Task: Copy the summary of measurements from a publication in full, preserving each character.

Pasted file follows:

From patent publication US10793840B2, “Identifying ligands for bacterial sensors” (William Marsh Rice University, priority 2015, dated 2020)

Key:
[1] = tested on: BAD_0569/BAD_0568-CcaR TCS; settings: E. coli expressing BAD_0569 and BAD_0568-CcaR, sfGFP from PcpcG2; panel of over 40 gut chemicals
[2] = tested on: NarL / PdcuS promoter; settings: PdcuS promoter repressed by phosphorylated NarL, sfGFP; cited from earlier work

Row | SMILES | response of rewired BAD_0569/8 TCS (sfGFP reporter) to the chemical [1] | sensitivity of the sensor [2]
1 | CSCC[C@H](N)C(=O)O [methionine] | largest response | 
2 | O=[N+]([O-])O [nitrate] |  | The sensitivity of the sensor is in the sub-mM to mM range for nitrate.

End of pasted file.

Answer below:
From patent publication US10793840B2, “Identifying ligands for bacterial sensors” (William Marsh Rice University, priority 2015, dated 2020)

Key:
[1] = tested on: BAD_0569/BAD_0568-CcaR TCS; settings: E. coli expressing BAD_0569 and BAD_0568-CcaR, sfGFP from PcpcG2; panel of over 40 gut chemicals
[2] = tested on: NarL / PdcuS promoter; settings: PdcuS promoter repressed by phosphorylated NarL, sfGFP; cited from earlier work

Row | SMILES | response of rewired BAD_0569/8 TCS (sfGFP reporter) to the chemical [1] | sensitivity of the sensor [2]
1 | CSCC[C@H](N)C(=O)O [methionine] | largest response | 
2 | O=[N+]([O-])O [nitrate] |  | The sensitivity of the sensor is in the sub-mM to mM range for nitrate.